“Four years ago, Tim Bergling was a high school kid in Stockholm, remixing songs on his laptop in the style of house-music acts like Swedish House Mafia and posting the results in the comments sections of music blogs.” – Jessica Pressler, GQ
With an iTunes number 1 single that wouldn’t go away, now he DJs around 250 nights a year, to crowds of tens of thousands, and is allegedly worth $7 million. In a surprisingly revealing feature in GQ magazine, which it must be noted he has publicly taken issue with, he reveals what it really took to ‘come out of nowhere’.
After being spotted by promotor Ash Pournouri for his talent for writing a catchy melody, the pair produced “like a hundred” tracks, tirelessly and systematically developing a formula for music that would work both on the dancefloors and the radio and propel them to global stardom. Having mastered this, he spent 18 months learning to DJ, and now clearly works a touring schedule so relentless it has put him in hospital at least once.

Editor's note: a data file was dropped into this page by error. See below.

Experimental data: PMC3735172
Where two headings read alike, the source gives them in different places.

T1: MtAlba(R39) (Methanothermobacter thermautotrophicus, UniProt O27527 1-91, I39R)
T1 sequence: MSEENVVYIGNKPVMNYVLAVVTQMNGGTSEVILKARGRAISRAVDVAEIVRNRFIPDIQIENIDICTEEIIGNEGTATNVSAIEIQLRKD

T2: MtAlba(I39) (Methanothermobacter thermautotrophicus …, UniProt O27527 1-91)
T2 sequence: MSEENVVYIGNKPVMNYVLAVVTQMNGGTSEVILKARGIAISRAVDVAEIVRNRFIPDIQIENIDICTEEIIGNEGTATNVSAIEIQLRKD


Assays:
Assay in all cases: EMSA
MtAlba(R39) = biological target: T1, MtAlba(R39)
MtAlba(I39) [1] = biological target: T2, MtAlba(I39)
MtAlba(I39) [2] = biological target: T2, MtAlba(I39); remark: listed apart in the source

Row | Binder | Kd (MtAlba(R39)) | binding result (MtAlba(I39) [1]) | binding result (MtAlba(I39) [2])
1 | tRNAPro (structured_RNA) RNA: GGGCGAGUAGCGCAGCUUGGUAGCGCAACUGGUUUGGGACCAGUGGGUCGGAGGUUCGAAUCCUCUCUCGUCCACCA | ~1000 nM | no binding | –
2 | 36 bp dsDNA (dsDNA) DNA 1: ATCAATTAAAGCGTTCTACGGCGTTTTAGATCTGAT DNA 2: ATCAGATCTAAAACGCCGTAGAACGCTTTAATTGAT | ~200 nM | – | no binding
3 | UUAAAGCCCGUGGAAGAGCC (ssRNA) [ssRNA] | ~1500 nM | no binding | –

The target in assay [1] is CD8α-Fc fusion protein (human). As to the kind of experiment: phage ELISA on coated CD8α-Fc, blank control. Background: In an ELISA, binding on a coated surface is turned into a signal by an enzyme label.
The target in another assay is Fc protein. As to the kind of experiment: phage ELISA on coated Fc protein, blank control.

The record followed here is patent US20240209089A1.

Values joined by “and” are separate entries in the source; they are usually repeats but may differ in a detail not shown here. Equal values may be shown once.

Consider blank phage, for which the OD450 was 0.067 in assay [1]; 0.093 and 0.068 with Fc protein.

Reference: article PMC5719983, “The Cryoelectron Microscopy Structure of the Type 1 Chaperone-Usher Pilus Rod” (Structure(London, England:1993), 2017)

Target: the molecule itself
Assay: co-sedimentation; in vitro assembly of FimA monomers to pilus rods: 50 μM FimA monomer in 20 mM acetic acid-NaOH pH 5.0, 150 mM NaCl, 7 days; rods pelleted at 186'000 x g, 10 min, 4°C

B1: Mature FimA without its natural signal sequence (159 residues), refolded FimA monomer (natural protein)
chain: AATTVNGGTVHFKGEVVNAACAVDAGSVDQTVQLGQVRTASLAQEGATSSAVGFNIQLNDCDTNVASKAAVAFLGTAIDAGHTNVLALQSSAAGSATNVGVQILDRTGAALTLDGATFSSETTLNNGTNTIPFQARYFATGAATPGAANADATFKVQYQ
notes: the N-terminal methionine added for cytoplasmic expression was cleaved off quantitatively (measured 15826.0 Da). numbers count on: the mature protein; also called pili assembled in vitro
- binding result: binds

‘Coming out of nowhere’, it seems, takes a seed of potential and an awful lot of very focused hard work to learn what is needed to get to the top.
Despite the controversy over whether he did or didn’t say DJing is easy, I found Avicii’s story a fascinating tale of what it takes to learn to be one of the biggest dance musicians in the world, and the consequences of taking on such a task… I’ve always thought life isn’t about having idols, but about learning what you can from the best and the worst of other people’s experiences. To me, there is plenty to learn from in this story.
Read the full article here, but be aware it contains strong language and references to drug use.
Image: CC BY Jalil Arfaoui